4 is hacker culture that FOSS United founders seem to have put into FOSS United goals ( “To promote the spirit of hacking and tinkering.” )

Please don’t build pyramids like this. It “frames” thinking in terms of some hierarchy that doesn’t actually exist. Unless of course you do believe that free software is the ideal. In that case, and you believe in this pyramid, “free software” becomes the ideal and the vision for FOSS United. You’ll have to change the name to Free Software United.

If on the other hand what you meant was to show relative size of different thinking, a bar chart or histogram might be best.

Yes, the difference is that one is driven by industry and other by entrepreneurs.

Most people have affinity to an idea but don’t think of it as “life’s mission”. The idealists are those who embed these values deeper than most - so maybe the pyramid represents both volume and idealism (?)

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Okay, maybe let me think this from scratch.

What’s the question? What’s the vision for FOSS United

Let’s first think about who should answer that. If FOSS United is a strictly hierarchical organizational entity, then those at the top have to answer it. If FOSS United is a democratic entity there’s scope for discussions like these and consensus building. I assume here the latter is what’s happening.

So, then, what follows is how I would think about an organizational entity like FOSS United and set a vision for it, in the hope that I can build consensus around this vision.

Firstly, I would have to think about what’s the change in the world that I want to see happening. I could be interested in

  1. A just and equitable world where every individual lives up to their full potential
  2. A world in which the activities I’m interested in happens much more frequently and in full vigor
  3. A world in which I’m very rich/famous/both.
  4. The world needs no change.

It is for me to choose. Depending on how much agency I feel in life, I might choose more ambitious goals. And depending on how much I care about others, I might choose more socially oriented goals.

Let us run through some scenarios. Let’s say I’m interested in a just, equitable world.

Then, we have to look at how we can reach such a world. We need a theory of change.

We could start with one assumption: “The world is far too complex to think in simple models and we need to be very widely read, think interdiscplinarily and intersectionally, use complex models like complex adaptive systems model and keep working out what we need to do”.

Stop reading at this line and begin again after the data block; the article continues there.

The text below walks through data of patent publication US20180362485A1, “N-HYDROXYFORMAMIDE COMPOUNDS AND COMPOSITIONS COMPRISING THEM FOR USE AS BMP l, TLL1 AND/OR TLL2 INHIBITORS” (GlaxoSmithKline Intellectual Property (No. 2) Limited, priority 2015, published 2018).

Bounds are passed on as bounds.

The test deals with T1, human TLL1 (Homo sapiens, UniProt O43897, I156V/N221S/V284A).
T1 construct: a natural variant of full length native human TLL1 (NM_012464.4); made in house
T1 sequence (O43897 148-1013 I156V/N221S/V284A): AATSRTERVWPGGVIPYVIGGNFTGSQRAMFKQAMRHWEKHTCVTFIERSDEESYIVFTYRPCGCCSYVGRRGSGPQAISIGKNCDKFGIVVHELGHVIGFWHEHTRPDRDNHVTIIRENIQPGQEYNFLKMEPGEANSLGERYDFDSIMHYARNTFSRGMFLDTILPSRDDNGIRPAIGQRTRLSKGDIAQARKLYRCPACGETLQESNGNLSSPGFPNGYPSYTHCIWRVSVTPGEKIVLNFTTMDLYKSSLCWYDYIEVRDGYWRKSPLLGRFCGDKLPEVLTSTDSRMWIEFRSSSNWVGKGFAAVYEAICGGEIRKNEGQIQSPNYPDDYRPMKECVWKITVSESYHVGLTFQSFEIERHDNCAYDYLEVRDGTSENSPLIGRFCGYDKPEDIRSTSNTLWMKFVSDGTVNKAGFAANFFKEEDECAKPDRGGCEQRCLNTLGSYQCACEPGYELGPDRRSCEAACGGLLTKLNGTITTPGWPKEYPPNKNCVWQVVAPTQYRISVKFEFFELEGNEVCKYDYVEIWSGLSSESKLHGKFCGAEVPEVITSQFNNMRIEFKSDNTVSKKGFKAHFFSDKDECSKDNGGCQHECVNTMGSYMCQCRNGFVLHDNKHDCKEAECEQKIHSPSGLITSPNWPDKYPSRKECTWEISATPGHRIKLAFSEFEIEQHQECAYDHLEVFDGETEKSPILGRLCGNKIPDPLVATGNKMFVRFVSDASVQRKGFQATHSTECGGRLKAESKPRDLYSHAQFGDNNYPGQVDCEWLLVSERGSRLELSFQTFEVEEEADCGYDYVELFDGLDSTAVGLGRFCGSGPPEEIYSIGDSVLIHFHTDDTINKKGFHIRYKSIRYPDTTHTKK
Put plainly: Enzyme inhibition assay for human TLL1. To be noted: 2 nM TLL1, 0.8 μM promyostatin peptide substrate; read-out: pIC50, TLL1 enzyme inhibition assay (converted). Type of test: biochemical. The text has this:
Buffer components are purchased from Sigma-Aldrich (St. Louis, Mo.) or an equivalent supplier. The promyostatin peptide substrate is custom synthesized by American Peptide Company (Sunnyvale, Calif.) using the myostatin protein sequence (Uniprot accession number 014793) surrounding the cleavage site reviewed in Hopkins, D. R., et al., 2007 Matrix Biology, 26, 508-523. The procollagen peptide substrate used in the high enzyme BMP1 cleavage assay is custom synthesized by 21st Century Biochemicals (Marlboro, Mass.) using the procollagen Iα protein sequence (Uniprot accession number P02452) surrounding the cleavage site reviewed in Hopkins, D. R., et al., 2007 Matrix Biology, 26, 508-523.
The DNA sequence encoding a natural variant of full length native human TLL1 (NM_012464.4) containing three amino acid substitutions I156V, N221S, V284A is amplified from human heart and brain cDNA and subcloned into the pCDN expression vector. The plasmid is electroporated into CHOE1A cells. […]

An alternative assumption could be: “Although the world is far too complex, we can break it down into smaller parts and understand those fully and work on those parts”.

If we go by the second assumption, we would have to figure out a way to break it down into smaller parts. I personally feel that without keeping the larger, complex world in our mind, breaking it down is impossible.

But nevertheless, let us say we still break it down. I could say the following statements:
A: “Software is a useful part of the world.”
B: “Sharing and collaboration are useful for the society”
C: “Sharing software and collaborating on software are useful for the society”.

Now, A might be very agreeable for many. B could be context specific. And C therefore becomes context specific.

Aside: A & B could be arguable as well, but I believe FOSS people start with this assumption and I don’t want to generate all the possibilities this discussion could go into.

What are the contexts in which B/C becomes wrong?

This is where our more complex world interferes with our simple model.

Sharing and collaboration could be not useful for the society in the following cases:

  1. When sharing and collaboration in the short term leads to less sharing and less collaboration in the future.
  2. When sharing and collaboration can lead directly to harm (this could be because either A is wrong and the software itself leads to harm, or because B is wrong and there’s something specific about this software that leads to harm when it is shared)

What’s free software philosophy in this lens?: Free software philosophy is the idea that sharing and collaboration on software is a moral and ethical imperative. That there are no situations in which sharing is bad. And that all software ought to be shared freely in a free software license. This is the Stallman philosophy.

What’s open source philosophy in this lens?: Open source philosophy is the idea that sharing and collaboration is good as long as it doesn’t lead to less sharing and collaboration in the future. An example would be source-available licenses and projects that rely on open core model - wherein the assumption that’s being made is that maintainers of a software need to make money and sustain and they should be able to do it with the software they’re building itself and this shouldn’t be hampered by competitors. (Of course this is my definition of open source philosophy because I am not aware of any philosophical essays on what is open source).

Now, let us perhaps introduce one more complexity in this simple software focused model. Let us say the following statement:

  • “For a just and equitable world, we need to have lots of jobs and this can be achieved through lots of companies building software.”

This might be what people like Nandan Nilekani think about the role of software and the world based on this snippet

When we look at it from that assumption, the question becomes, how do we build a lot of jobs through software companies? Let us reassess sharing and collaboration with this lens:

A: Sharing and collaboration on shared challenges (like database, web framework, etc) is useful because it allows building faster
B: Sharing and collaboration on a subset of the company is useful because it allows wide adoption and retains a revenue source